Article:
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Using recursion, it's possible to do it with map and without enumerate-tree the following way.

(define (count-leaves-recursive t) (accumulate + 0 (map (lambda (node) (if (pair? node) (count-leaves-recursive node) 1)) t))) ;; Usage (count-leaves-recursive tree) ;; => 7

The previous solution counts the empty list as a leaf:

(count-leaves-recursive (quote (1 () () (() ()) () () 2))) ;; Value: 8

This can easily be remedied by using more conditions:

(define (count-leaves-recursive t) (accumulate + 0 (map (lambda (t) (cond ((null? t) 0) ((pair? t) (count-leaves-recursive t)) (else 1))) t))) ;; which gives (count-leaves-recursive '(1 2 () () (3 () ()))) ;; Value: 3

My solution is a "tomato-tomato" of above.

Identity-mapping and using recursion in proc.

```
(define (count-leaves t)
(define proc (lambda (x y) (if (pair? x) (+ (count-leaves x) y)
(+ 1 y))))
(define init_val 0)
(define seq (map (lambda (a) a) t))
(accumulate proc init_val seq))
```

I couldn't figure out a way of doing this with map without relying on the previously-defined enumerate-tree. enumerate-tree is used a lot in the chapter so it's probably what's intended.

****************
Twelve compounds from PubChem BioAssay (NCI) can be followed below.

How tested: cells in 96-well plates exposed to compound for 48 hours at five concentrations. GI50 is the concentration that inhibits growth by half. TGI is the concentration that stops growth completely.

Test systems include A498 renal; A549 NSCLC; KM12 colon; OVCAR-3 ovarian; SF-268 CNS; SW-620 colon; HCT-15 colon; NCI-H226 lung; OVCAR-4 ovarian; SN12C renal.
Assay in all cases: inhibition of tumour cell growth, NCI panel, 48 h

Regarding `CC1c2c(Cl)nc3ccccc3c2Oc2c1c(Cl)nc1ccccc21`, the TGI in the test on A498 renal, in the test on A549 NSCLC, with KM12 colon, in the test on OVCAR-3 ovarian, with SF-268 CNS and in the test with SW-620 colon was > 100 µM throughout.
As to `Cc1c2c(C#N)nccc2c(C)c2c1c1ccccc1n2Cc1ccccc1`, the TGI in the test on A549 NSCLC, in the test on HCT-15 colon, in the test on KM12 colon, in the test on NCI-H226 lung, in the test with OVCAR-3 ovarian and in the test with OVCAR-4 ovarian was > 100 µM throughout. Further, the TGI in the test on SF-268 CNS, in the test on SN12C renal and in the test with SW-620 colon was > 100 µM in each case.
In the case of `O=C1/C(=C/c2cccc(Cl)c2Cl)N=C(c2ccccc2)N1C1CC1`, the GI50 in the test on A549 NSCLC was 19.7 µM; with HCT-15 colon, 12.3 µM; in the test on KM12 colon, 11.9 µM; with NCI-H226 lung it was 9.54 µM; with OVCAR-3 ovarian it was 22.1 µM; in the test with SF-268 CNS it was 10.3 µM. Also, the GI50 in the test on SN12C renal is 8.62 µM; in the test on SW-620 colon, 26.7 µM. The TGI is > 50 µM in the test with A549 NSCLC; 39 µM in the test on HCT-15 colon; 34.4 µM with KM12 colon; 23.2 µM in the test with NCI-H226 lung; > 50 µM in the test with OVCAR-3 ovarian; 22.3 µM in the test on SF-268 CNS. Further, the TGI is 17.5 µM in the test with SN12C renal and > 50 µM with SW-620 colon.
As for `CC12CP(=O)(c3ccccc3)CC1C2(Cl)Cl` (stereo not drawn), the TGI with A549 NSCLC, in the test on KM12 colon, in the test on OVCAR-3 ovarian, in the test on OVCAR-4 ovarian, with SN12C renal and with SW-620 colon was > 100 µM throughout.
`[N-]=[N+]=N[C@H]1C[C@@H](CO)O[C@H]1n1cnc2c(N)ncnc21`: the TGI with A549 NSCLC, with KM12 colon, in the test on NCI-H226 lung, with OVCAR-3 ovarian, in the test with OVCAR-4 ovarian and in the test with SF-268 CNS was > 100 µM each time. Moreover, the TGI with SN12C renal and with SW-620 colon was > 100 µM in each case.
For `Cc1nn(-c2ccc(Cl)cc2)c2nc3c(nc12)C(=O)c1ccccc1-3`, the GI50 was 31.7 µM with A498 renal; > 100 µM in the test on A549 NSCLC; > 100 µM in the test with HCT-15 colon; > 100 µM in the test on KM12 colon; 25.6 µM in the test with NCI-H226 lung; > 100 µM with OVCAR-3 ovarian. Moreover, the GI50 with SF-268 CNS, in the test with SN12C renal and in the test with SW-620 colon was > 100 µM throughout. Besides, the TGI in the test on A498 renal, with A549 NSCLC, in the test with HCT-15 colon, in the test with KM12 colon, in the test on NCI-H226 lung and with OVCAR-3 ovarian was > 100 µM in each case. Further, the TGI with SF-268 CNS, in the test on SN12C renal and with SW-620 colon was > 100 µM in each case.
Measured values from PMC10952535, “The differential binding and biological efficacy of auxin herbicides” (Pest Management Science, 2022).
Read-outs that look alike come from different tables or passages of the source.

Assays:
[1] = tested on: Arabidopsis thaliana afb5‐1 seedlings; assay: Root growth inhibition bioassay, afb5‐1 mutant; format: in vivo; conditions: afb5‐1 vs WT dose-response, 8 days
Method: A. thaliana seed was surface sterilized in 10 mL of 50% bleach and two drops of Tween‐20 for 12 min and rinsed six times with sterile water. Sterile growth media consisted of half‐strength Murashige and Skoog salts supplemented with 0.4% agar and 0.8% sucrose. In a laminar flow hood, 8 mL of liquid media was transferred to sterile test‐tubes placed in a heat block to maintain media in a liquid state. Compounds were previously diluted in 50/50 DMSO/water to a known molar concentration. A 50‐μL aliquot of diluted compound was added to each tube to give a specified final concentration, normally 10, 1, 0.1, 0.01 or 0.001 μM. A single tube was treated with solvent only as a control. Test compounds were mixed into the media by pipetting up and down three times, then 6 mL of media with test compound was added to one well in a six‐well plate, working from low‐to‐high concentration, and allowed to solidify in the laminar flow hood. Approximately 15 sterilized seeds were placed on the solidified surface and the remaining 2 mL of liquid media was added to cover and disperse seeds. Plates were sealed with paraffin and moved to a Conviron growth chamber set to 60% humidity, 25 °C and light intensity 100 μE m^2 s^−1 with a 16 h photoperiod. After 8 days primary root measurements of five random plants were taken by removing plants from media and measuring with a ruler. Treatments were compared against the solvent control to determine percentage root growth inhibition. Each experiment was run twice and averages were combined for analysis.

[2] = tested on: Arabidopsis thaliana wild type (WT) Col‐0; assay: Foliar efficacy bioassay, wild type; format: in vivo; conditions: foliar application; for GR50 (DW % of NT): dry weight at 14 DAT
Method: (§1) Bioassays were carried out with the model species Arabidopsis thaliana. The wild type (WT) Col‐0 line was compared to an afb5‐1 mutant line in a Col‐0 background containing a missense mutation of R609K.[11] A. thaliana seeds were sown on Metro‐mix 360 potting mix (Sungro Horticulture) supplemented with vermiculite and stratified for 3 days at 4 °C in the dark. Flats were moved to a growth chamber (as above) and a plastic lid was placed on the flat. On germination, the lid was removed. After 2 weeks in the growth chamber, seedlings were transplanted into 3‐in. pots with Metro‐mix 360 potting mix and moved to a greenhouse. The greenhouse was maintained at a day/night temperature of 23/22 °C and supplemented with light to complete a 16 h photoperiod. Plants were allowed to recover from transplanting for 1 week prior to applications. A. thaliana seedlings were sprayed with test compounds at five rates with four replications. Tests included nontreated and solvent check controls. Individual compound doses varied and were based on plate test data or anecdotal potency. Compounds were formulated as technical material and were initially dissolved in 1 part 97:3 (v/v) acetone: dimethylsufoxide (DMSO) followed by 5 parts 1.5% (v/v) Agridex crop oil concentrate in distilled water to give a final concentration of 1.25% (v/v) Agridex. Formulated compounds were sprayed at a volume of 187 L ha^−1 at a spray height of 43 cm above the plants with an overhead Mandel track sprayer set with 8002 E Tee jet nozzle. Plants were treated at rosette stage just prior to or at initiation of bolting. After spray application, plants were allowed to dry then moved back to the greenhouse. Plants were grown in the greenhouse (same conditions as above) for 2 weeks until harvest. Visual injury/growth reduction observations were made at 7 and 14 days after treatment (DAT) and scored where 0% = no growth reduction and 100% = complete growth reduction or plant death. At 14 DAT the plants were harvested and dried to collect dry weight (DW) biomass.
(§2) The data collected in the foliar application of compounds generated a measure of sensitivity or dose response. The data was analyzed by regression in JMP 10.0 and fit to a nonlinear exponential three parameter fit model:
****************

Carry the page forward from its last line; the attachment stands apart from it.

;; Accumulates the result of the first and the already-accumulated ;; rest. (define (accumulate op initial sequence) (if (null? sequence) initial (op (car sequence) (accumulate op initial (cdr sequence))))) (accumulate + 0 (list 1 2 3 4 5)) (accumulate cons nil (list 2 3 4 5 6)) ;; Pulls out all the leaves of the tree, returns as a flat list. (define (enumerate-tree tree) (cond ((null? tree) nil) ((not (pair? tree)) (list tree)) (else (append (enumerate-tree (car tree)) (enumerate-tree (cdr tree)))))) (define (count-leaves t) (accumulate + 0 (map (lambda (x) 1) (enumerate-tree t)))) ;; Usage (define tree (list 1 2 3 (list 4 5 (list 6 7)))) (count-leaves tree) ;; => 7

If we remove the constraint (aka hint) of using map, we can do it without enumerate-tree, but we have to make a recursive call to count-leaves if the current node is another subtree, since accumulate can't descend into the subtrees.

(define (count-leaves-without-map t) (accumulate (lambda (node count-thus-far) (+ count-thus-far (cond ((null? node) 0) ((not (pair? node)) 1) (else (count-leaves-without-map node))))) 0 t)) ;; Usage (count-leaves-without-map tree) ;; => 7

A different version of the procedure uses enumerate-tree, just like jz, but with a slight difference

```
(define (count-leaves t)
(accumulate (lambda (x y) (+ (length x) y)) 0 (map enumerate-tree t)))
```

For those who are confused about how the above is working consider the following example:

Having the following tree:

The map call in the function would flatten the tree into a list of the top level nodes with each one containing the count of its children nodes, if the node in it self is not a tree then 1 would be returned from the iterator passed to the map call.

Yielding (list 1 1 2 3) Which would be passed to the accumulator and a simple summation would be made.

The following illustrates the mapping on the tree, numbers would map to one and lists would map to its sum: